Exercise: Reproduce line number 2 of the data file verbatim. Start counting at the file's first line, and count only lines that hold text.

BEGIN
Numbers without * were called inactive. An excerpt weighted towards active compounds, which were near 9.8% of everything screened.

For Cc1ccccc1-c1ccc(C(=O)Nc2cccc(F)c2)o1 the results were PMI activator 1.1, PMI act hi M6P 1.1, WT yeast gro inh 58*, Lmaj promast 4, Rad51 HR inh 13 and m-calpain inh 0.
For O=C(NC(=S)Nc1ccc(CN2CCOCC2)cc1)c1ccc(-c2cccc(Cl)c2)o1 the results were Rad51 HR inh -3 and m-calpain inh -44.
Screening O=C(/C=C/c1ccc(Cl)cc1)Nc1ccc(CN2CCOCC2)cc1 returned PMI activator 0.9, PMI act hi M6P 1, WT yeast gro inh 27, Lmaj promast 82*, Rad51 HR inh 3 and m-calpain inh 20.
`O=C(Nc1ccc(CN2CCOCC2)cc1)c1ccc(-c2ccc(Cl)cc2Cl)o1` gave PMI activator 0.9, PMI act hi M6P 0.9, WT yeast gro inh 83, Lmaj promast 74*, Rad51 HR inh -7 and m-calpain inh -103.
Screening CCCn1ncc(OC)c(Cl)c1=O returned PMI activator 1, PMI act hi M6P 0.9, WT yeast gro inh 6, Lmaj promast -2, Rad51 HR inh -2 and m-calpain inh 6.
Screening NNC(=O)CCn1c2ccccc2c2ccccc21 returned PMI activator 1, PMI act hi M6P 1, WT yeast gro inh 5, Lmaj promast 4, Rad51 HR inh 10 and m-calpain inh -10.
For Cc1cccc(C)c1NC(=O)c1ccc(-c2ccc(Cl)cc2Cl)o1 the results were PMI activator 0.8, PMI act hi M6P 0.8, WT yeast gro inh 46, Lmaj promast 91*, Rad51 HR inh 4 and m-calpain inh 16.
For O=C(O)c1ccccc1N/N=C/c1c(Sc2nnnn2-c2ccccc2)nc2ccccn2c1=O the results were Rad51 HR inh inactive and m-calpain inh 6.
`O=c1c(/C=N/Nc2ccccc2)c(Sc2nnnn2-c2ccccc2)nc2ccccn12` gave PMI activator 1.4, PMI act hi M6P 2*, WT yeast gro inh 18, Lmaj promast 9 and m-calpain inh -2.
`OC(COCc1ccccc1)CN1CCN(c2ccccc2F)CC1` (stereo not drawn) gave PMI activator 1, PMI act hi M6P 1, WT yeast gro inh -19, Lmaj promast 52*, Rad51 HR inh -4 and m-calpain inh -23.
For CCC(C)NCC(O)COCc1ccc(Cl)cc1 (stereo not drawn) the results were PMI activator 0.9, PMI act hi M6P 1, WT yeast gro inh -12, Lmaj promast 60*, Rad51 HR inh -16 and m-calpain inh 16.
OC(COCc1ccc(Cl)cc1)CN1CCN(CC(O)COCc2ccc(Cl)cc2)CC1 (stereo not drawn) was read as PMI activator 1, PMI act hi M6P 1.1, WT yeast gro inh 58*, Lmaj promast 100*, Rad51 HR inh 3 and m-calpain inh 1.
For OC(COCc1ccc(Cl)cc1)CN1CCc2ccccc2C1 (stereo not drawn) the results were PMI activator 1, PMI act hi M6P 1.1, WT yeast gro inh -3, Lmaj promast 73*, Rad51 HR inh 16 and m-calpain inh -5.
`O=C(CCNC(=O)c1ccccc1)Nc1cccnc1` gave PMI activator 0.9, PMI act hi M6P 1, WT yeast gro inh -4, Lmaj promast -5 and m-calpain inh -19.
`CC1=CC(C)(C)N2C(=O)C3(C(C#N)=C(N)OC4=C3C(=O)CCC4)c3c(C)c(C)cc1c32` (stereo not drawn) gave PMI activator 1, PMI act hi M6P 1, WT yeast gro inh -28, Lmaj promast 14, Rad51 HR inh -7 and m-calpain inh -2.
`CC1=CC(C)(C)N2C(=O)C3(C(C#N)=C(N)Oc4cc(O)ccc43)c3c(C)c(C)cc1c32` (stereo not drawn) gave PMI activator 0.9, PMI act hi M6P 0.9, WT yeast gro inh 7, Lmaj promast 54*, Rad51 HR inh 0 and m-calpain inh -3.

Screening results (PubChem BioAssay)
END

For Cc1ccccc1-c1ccc(C(=O)Nc2cccc(F)c2)o1 the results were PMI activator 1.1, PMI act hi M6P 1.1, WT yeast gro inh 58*, Lmaj promast 4, Rad51 HR inh 13 and m-calpain inh 0.